Do you struggle with lower back pain? Do you feel like it hinders your ability to make progress in the gym?
It can be hard to figure out the root cause of lower back pain. But, one of the most common causes is a condition known as anterior pelvic tilt. This condition affects as much as 85 percent of men and 75 percent of women.
Read on to learn more about anterior pelvic tilt and what you can do to start correcting it.
What is Anterior Pelvic Tilt?
Anterior pelvic tilt is a type of postural deviation that occurs when your pelvis tips forward. It is also known as lower crossed syndrome.
People who have anterior pelvic tilt tend to have a prominent arch in their lower back, with their abdomen sticking out and hips pushed back.
How to Tell if You Have Anterior Pelvic Tilt
Sometimes, it’s easy to tell if you have anterior pelvic tilt just by turning to the side and looking in the mirror. If you’re not sure, though, evaluate yourself for these other common symptoms:
- Lower back pain
- Tightness in the lower back
- Knee hyperextension
- Tight hamstrings
What Causes Anterior Pelvic Tilt?
Some people are genetically predisposed to have anterior pelvic tilt. However, the condition can also be brought on by the following factors:
- Excessive sitting (especially sitting with poor posture)
- Sedentary lifestyle
- Poor exercise technique (especially arching your lower back excessively while squatting or deadlifting)
- Muscle imbalances
- Imbalanced training (specifically neglecting the abdominal and glute muscles)
- Foot pronation while walking or running
How to Correct Anterior Pelvic Tilt
Anterior pelvic tilt isn’t exactly easy to correct. After all, it takes a while to relearn the way you carry yourself. But, the exercises you can implement to improve your posture are fairly simple.
Add the following exercises to your routine to improve your posture and reduce anterior pelvic tilt.
1. Practice the Lying Pelvic Tilt
This is one of the most important exercises you can do to strengthen weak muscles and correct your form.
Start by lying flat on your back with your knees bent. Then, pull your abdominal muscles in, tuck your tailbone, and press your lower back into the ground. This will help you understand how it feels to engage your abdominal muscles and prevent your pelvis from flaring out.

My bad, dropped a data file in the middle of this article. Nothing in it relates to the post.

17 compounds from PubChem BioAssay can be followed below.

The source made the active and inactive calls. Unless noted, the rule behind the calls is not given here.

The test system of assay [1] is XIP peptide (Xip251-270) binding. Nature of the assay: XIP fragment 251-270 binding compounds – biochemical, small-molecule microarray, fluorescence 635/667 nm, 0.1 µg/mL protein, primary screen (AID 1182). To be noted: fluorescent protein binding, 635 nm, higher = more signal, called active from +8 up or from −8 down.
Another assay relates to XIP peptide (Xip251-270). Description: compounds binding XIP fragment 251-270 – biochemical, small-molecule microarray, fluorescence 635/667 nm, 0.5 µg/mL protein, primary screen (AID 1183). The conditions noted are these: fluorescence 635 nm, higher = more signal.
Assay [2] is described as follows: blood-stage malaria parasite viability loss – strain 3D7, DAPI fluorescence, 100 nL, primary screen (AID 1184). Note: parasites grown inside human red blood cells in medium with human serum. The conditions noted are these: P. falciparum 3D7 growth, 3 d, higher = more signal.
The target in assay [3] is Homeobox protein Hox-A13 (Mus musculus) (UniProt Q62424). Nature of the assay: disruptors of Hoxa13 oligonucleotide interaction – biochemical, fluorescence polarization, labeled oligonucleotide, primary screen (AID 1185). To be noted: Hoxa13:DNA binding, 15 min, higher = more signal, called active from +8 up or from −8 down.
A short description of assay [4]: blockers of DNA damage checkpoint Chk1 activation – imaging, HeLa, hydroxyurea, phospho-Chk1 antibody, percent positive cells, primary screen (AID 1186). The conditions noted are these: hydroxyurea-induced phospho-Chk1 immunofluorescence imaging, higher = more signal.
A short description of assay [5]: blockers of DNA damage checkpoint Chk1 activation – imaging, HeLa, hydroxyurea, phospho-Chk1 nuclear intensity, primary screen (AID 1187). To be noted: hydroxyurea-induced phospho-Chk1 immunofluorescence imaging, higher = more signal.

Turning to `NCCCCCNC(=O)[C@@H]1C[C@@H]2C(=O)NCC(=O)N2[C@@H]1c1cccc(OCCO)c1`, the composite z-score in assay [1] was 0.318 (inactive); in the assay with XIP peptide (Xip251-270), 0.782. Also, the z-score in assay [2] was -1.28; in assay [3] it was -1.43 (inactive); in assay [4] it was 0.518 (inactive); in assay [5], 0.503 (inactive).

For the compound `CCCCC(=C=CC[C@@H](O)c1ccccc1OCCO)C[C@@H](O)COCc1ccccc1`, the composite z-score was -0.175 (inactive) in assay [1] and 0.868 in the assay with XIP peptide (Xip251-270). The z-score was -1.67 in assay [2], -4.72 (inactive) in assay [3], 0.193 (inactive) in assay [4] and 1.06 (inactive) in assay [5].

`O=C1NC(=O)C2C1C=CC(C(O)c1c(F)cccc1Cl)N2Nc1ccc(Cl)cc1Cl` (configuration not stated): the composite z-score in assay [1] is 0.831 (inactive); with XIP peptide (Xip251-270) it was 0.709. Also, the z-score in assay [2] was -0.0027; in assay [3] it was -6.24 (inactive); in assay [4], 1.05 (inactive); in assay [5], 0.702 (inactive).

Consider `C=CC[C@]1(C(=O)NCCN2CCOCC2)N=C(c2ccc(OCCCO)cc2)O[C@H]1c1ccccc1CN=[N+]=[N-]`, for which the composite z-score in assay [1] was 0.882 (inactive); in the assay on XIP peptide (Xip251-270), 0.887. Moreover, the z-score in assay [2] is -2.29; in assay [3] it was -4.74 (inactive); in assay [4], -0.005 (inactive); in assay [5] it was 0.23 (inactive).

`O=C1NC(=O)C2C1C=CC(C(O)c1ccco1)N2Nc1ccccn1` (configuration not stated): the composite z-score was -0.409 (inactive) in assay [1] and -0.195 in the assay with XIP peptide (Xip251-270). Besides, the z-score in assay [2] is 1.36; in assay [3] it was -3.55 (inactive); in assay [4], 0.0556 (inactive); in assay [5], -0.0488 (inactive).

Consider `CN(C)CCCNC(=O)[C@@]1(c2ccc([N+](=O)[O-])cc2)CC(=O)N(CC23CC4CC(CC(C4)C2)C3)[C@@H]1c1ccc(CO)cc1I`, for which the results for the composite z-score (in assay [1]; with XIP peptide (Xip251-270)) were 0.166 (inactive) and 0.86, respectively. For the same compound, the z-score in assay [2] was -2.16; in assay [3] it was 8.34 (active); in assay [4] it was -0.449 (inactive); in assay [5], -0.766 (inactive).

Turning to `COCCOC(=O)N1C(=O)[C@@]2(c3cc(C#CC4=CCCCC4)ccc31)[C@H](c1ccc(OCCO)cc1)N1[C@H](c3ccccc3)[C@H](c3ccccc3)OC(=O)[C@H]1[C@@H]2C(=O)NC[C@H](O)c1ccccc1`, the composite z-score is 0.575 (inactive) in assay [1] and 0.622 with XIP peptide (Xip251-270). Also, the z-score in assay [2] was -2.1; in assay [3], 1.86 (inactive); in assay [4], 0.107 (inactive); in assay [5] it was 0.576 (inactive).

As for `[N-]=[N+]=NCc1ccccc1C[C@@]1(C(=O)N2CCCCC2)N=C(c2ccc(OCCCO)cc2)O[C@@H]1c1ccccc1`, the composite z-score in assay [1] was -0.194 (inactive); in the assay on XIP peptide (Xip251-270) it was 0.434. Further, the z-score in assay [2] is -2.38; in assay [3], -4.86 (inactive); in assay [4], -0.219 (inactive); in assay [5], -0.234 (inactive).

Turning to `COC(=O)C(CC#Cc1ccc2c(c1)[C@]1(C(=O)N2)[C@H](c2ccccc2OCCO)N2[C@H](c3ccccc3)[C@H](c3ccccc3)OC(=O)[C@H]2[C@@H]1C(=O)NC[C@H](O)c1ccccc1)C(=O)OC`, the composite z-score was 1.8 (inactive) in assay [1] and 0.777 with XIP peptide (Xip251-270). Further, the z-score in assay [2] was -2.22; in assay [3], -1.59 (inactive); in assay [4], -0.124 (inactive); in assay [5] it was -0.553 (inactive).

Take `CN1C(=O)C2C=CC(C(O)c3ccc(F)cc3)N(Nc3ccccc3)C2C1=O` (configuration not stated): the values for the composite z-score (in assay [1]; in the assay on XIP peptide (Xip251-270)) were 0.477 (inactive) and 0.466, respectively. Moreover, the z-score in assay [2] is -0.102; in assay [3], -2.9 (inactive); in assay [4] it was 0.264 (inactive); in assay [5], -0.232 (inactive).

2. Practice the Standing Pelvic Tilt
Once you’ve mastered the lying pelvic tilt, it’s time to move on to the standing pelvic tilt.
This exercise is all about squeezing your glutes and pulling your abdominal muscles in toward your spine. When you do this, your pelvis will naturally move to a neutral position.
If you’re having trouble figuring this out, try wearing a posture corrector for a little while. This will help you get used to proper posture so you know which muscles to engage.
3. Learn to Hip Hinge
Learning to hip hinge when doing exercises like deadlifts will help you avoid over-arching your back. One of the best exercises for this is a cable pull-through.
Stand with your back facing a cable machine with a rope attachment. Then, hinge at your hips and reach through your legs to grab the attachment and pull it through as you return to a standing position.
Focus on pushing your hips back during the hip hinge while keeping your back straight and chest lifted. Squeeze your glutes at the top of the exercise.
4. Stretch Your Hip Flexors
Finally, make sure you’re taking time to stretch your hip flexors. When your hip flexors are overactive, you’re more likely to experience a greater degree of anterior pelvic tilt.
A lunge is one of the best stretches you can do to loosen up tight, overactive hip flexors.
Start with both knees bent at ninety degrees, one in front and one in back. Pull your abdominal muscles in and think about tilting your pelvis back (like you did in the lying and standing pelvic tilts).
It can be tempting to arch your back during this exercise, but tilting your pelvis back will help you get a deeper stretch and keep your hips properly aligned.